Beware of Isolation During Recovery

Posted on :  October 22nd, 2014  |  By :  towardsrecovery

When going through the recovery process, a substance abuser has many challenges to face. However, one challenge that an individual may not be aware of is isolation. Isolation is both an obstacle and an enemy to recovery efforts—and is often a major culprit when it comes to relapse. Recognizing and dealing with the symptoms is crucial to ensure a successful recovery.

Isolation signs and symptoms

Isolation is more than just feeling lonely or being separated from others; it is a complex phenomenon that can trigger a number of signs and behaviours—ones that may lead to a relapse. Here are some common signs and symptoms of this danger.

  • Blaming others. Pointing the finger at other people is often an indication that a recovering addict is attempting to isolate himself, often as a form of self-protection. However, doing so creates emotional distance that could lead to a relapse.
  • Ceasing healthy or enjoyable activities. If during recovery an individual gives up hobbies or other pleasurable activities, consider it a warning sign. The same goes for changes in other healthy behaviours such as exercise and eating well.
  • Engaging in secretive behaviour. Sneaking around or simply withdrawing from family and social settings is another indication of potential trouble.
  • Falling back into negative self-talk. Many recovering addicts have self-esteem issues, which often improve during recovery. However, if a former substance abuser falls back into negative self-talk, it is often a sign of isolation.
  • Feeling hopeless or defeated. Feelings of hopelessness or defeat often lead to a person distancing himself from others.
  • Feeling lonely. Isolation is often characterized by feelings of loneliness. If they intensify or become more frequent, it is a cause for concern.
  • Feeling bored. Boredom is another danger sign during recovery. Not only can it lead to isolation, it can tempt an individual to start abusing again, simply because there is “nothing else to do.”
  • Feeling overwhelmed. Feeling overwhelmed or experiencing a lack of control can cause a person to withdraw and seek solace in drugs and alcohol, instead of talking with others.
  • Having heightened feelings of anger or resentment. Increased feelings of anger, resentment and frustration pose a danger to those in recovery. In an effort to hide or escape these feelings, isolating oneself is, usually, the end result. This could potentially lead to a relapse in order to avoid looking at the issues behind the feelings.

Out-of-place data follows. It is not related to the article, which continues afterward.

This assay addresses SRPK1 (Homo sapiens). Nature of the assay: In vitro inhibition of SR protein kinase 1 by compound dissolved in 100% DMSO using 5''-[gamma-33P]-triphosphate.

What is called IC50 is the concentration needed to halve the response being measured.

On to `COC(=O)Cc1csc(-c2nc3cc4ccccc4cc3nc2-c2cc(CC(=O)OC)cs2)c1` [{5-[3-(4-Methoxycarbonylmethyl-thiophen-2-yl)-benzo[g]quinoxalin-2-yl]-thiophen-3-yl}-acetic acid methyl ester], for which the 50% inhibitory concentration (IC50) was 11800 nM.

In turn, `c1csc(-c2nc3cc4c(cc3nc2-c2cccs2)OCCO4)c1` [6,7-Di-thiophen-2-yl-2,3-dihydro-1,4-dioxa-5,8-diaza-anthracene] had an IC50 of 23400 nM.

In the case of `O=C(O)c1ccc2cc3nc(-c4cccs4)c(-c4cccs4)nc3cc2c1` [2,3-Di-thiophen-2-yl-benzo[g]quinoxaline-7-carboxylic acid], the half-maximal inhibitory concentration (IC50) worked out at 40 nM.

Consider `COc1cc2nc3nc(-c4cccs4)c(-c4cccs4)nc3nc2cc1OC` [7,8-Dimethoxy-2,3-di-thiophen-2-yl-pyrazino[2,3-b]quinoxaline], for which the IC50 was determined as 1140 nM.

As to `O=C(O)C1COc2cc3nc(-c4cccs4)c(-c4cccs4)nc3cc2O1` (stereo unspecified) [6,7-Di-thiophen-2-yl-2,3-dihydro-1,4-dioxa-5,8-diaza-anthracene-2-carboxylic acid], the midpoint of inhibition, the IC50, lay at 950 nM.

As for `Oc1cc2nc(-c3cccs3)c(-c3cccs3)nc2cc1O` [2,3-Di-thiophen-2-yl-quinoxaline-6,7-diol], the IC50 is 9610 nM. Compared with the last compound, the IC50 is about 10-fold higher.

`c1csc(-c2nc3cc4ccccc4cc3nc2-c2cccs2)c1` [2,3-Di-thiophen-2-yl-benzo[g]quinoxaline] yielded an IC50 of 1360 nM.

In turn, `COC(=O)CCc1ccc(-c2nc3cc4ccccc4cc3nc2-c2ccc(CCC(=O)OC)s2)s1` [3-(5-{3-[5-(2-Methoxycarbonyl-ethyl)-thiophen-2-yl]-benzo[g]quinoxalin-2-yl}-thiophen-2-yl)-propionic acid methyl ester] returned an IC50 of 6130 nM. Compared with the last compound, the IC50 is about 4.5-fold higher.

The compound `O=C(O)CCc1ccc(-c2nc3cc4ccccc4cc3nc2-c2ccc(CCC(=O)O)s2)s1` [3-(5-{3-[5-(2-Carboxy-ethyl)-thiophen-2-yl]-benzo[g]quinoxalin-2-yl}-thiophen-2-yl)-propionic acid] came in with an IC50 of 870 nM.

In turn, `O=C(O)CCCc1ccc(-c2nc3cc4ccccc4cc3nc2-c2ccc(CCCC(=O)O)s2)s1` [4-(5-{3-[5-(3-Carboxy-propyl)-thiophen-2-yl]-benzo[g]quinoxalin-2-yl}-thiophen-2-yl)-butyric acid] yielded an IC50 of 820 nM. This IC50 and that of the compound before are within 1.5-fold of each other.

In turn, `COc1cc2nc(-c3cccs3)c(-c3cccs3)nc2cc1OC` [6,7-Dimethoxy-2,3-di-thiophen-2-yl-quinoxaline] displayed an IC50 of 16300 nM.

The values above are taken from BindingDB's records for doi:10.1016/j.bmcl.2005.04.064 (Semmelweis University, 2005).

• Having stronger or more frequent cravings. Problems with cravings can also lead a person toward isolation. Many times an addict feels shame or failure for experiencing cravings and hides instead of seeking help.

Dealing with isolation and its symptoms

Although dealing with isolation is a challenging prospect, it is important to tackle it head on as soon as possible. Ignoring symptoms in the hopes that they go away is risky at best and damaging at worst—with the possibility of a relapse always hanging in the balance.

The most effective strategy for dealing with isolation is to have a strong support system, one that includes a variety of sources such as family, friends, groups and professionals. There is no underestimating the value of supportive family members when dealing with the isolation experienced during recovery. The same goes for nurturing friendships. However, a support system must include more than loved ones. Although their love and concern are helpful, a recovering addict also needs people who can specifically relate to his unique experiences of isolation, such as other recovering addicts. Group therapy or 12-step meetings can fill that gap. Finally, professional counselling or a treatment recovery program can successfully help an individual deal with the difficulties of isolation during recovery.

Isolation is an issue to be aware of while going through recovery, but thankfully, it’s an issue that doesn’t need to be faced alone.

If you’d like to learn more about dealing with isolation during substance abuse recovery, and live in or around Hamilton, St. Catharines, or Brantford, Ontario, you can make the first step by contacting Towards Recovery on 519-579-0589 to locate your nearest clinic and kick start your journey. Make sure you have an unexpired OHIP card or call 1-866-532-3161 to find out how to get one.

Who We Serve ?

  • Individuals using/abusing street narcotics (e.g. heroin).
  • Patients abusing prescription narcotics(i.e., Codeine, Talwin, Percocet/Percodan, Dilaudid, Morphine or Demerol, et cetera).
  • Individuals displaying any of the following behaviours: Compulsive drug use or drug seeking/craving.